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“Achieving Sustainable Construction Is First Using the Right Material for the Right Job”: In Conversation With Seratech

By Paul Yakubu

10/10/20233 min read

Seratech's technology, developed by Sam Draper and Barney Shanks, eliminates the CO₂ footprint of concrete and reduces carbon emissions in construction. This innovative process uses silica, a waste product from flue gases, as a carbon-negative cement replacement in concrete. By incorporating silica, the required amount of Portland cement is reduced by 40%, resulting in the production of carbon-negative concrete. This groundbreaking technology won the 2022 Obel Award for its focus on embodied emissions.

The Obel Award is an international award that promotes architecture in the service of both people and the planet. Seratech was the fourth winner of this new international prize for architectural achievement, preceding this year's 'Living Breakwaters' by SCAPE Landscape Architecture. ArchDaily had the chance to interview Sam Draper, CEO of Seratech, about the company's role in building a sustainable construction industry and their plans for scaling their innovative process.

ArchDaily (Paul Yakubu): Concrete, as a material, currently dominates the built environment. How can we transition away from it to create a sustainable and durable future?

Seratech (Sam Draper): One of the most effective routes for specifiers to decarbonize the built environment is to ensure that they are using the right material for the right job. Some concrete structures, such as low-rise buildings, can easily be replaced by materials such as timber. However, there are many applications where concrete is the most suitable material, including foundations, tunnels, and other large infrastructure products.

Minimizing cement and concrete consumption is an important first step to decarbonize the built environment, and relieves some of the demand on cement replacement materials, like GGBS (a by-product of the steel industry). Beyond this, novel alternatives, such as Seratech’s, will be vital to reach net zero.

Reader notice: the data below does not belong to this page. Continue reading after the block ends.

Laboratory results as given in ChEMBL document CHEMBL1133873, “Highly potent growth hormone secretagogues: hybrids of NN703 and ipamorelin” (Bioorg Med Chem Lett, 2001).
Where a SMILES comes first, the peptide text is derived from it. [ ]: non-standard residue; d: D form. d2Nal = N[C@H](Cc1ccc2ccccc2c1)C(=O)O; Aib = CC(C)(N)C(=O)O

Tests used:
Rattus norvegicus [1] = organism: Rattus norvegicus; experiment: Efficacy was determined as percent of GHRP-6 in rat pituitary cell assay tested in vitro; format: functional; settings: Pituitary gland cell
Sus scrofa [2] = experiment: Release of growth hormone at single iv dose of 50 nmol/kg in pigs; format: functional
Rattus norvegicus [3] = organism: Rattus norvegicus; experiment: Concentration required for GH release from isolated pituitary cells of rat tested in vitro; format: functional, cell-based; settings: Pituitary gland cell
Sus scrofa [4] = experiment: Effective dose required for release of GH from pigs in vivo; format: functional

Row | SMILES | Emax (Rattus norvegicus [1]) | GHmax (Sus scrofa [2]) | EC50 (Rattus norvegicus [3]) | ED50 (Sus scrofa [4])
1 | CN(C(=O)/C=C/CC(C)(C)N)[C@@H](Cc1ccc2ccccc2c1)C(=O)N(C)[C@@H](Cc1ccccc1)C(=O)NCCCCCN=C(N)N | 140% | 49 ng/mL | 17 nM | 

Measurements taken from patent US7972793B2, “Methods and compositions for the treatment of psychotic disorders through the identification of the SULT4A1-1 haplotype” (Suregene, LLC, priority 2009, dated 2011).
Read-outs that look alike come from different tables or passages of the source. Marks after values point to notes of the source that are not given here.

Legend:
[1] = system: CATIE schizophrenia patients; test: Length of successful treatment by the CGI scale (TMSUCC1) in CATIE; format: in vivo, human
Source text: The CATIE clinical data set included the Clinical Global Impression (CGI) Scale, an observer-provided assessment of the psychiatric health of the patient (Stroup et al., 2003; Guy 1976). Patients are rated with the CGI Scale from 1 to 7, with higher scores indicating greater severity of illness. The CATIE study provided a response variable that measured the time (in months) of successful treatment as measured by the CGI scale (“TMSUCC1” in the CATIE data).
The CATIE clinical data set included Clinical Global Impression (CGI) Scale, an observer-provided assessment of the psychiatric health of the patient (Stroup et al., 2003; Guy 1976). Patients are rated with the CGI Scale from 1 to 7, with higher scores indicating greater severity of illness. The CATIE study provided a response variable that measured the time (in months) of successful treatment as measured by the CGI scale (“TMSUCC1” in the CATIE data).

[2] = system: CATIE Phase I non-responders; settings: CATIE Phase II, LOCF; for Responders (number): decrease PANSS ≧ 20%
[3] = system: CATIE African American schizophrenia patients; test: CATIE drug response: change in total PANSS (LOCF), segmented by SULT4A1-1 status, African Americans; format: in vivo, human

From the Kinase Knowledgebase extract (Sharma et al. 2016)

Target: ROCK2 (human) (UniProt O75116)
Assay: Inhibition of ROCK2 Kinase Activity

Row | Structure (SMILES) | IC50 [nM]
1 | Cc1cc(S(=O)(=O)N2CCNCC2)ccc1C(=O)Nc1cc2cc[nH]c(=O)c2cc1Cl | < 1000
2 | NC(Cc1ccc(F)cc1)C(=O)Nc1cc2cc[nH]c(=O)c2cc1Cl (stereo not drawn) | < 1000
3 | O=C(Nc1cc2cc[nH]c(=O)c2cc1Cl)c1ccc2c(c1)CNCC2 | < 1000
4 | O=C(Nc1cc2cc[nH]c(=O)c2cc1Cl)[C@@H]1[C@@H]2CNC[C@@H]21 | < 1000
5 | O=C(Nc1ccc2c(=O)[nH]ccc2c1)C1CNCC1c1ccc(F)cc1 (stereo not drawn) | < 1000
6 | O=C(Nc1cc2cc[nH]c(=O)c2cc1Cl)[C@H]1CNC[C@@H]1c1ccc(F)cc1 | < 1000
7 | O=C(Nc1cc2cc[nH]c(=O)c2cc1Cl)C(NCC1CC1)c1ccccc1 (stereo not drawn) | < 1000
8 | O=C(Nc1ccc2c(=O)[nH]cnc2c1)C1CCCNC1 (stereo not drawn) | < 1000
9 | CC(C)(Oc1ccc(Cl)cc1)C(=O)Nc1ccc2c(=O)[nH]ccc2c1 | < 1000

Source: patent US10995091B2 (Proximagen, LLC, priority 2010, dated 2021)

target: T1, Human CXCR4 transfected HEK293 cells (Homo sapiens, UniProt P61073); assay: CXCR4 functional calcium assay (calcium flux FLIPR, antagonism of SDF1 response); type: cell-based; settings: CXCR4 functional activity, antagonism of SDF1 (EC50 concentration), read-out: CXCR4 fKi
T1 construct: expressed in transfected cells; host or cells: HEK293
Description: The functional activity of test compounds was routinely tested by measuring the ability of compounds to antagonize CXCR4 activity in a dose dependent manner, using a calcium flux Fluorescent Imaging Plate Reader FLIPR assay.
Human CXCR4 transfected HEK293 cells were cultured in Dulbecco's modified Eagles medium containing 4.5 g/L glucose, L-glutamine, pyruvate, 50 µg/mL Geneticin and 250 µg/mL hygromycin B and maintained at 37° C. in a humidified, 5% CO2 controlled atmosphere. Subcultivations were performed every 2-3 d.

AD: What inspired the production of a carbon-negative cement replacement material (silica) and what are its applications in concrete?

ST: Seratech’s founders, Sam Draper and Barney Shanks, met whilst studying PhDs at Imperial College London, researching sustainable cement. The driver behind Seratech was to deliver an industry-focussed sustainable cement technology that can be implemented without massive deviations from existing construction practices.

Seratech utilizes carbon capture, mineralization, and utilization (CCMU) to turn naturally abundant magnesium silicates into cement replacement materials, permanently sequestering CO2 within them. The chemistry of these materials is almost identical to that of existing materials such as GGBS and fly ash. This approach means the concretes are suitable for all applications, including products, pre-cast, and ready-mix.

The aim is for humanity to be able to continue building robust cities and infrastructure, but without the climate cost of traditional cement mixes and with the Seratech technology this goal is achievable!

AD: In terms of structural capacity and durability, how does Seratech's innovative material compare to traditional concrete?

ST: Seratech’s cement replacement material is chemically similar to other widely used alternatives, such as GGBS and fly ash, with a high content of amorphous silica. This makes it very reactive and offers good structural performance and durability, even at early ages, ensuring there is no delay to construction programs by using the material. To date, we have prepared concretes with 40% of the Portland Cement replaced by our Silica which displays higher compressive strengths from 3 days onwards than the equivalent CEM I concrete.

AD: How does Seratech plan to scale this innovation in the built environment?

ST: Seratech is currently in the process of designing and procuring a Pilot facility that will allow us to manufacture our materials at a scale of tonnes per week. The resulting materials will be used in a range of projects with major developers, structural engineers, and contractors to demonstrate the performance and the potential of the materials.

Once the process and products are proven at scale, Seratech will pursue a licensing model to grow the adoption of the technology as quickly as possible and maximize the potential emissions reduction.

Photograph by Helene Sandberg